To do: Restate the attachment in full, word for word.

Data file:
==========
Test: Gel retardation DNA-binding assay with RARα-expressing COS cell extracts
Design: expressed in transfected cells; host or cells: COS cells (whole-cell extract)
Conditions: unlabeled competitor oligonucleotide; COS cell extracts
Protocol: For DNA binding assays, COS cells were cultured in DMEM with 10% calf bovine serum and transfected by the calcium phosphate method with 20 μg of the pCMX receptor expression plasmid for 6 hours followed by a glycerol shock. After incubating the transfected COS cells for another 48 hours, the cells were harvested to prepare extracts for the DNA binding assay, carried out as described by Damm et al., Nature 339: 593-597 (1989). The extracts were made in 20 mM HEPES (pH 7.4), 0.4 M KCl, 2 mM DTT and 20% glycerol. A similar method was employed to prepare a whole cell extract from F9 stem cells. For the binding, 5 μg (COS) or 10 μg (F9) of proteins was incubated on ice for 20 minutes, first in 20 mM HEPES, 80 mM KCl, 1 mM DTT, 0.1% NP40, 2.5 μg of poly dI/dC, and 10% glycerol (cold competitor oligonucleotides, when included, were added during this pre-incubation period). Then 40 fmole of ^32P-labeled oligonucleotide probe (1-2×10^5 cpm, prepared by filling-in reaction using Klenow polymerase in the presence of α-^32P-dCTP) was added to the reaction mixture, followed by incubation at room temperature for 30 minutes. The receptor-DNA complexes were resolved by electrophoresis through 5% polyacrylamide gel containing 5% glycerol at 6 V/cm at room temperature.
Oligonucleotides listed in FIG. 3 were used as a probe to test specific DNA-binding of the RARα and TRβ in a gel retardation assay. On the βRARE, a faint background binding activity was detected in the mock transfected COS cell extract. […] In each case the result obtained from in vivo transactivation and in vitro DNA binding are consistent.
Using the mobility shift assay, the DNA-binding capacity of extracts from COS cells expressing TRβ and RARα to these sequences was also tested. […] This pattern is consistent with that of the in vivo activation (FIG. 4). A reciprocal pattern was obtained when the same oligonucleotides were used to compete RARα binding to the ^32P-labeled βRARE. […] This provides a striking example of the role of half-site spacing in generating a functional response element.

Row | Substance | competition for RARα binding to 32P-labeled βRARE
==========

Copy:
Test: Gel retardation DNA-binding assay with RARα-expressing COS cell extracts
Design: expressed in transfected cells; host or cells: COS cells (whole-cell extract)
Conditions: unlabeled competitor oligonucleotide; COS cell extracts
Protocol: For DNA binding assays, COS cells were cultured in DMEM with 10% calf bovine serum and transfected by the calcium phosphate method with 20 μg of the pCMX receptor expression plasmid for 6 hours followed by a glycerol shock. After incubating the transfected COS cells for another 48 hours, the cells were harvested to prepare extracts for the DNA binding assay, carried out as described by Damm et al., Nature 339: 593-597 (1989). The extracts were made in 20 mM HEPES (pH 7.4), 0.4 M KCl, 2 mM DTT and 20% glycerol. A similar method was employed to prepare a whole cell extract from F9 stem cells. For the binding, 5 μg (COS) or 10 μg (F9) of proteins was incubated on ice for 20 minutes, first in 20 mM HEPES, 80 mM KCl, 1 mM DTT, 0.1% NP40, 2.5 μg of poly dI/dC, and 10% glycerol (cold competitor oligonucleotides, when included, were added during this pre-incubation period). Then 40 fmole of ^32P-labeled oligonucleotide probe (1-2×10^5 cpm, prepared by filling-in reaction using Klenow polymerase in the presence of α-^32P-dCTP) was added to the reaction mixture, followed by incubation at room temperature for 30 minutes. The receptor-DNA complexes were resolved by electrophoresis through 5% polyacrylamide gel containing 5% glycerol at 6 V/cm at room temperature.
Oligonucleotides listed in FIG. 3 were used as a probe to test specific DNA-binding of the RARα and TRβ in a gel retardation assay. On the βRARE, a faint background binding activity was detected in the mock transfected COS cell extract. […] In each case the result obtained from in vivo transactivation and in vitro DNA binding are consistent.
Using the mobility shift assay, the DNA-binding capacity of extracts from COS cells expressing TRβ and RARα to these sequences was also tested. […] This pattern is consistent with that of the in vivo activation (FIG. 4). A reciprocal pattern was obtained when the same oligonucleotides were used to compete RARα binding to the ^32P-labeled βRARE. […] This provides a striking example of the role of half-site spacing in generating a functional response element.

Row | Substance | competition for RARα binding to 32P-labeled βRARE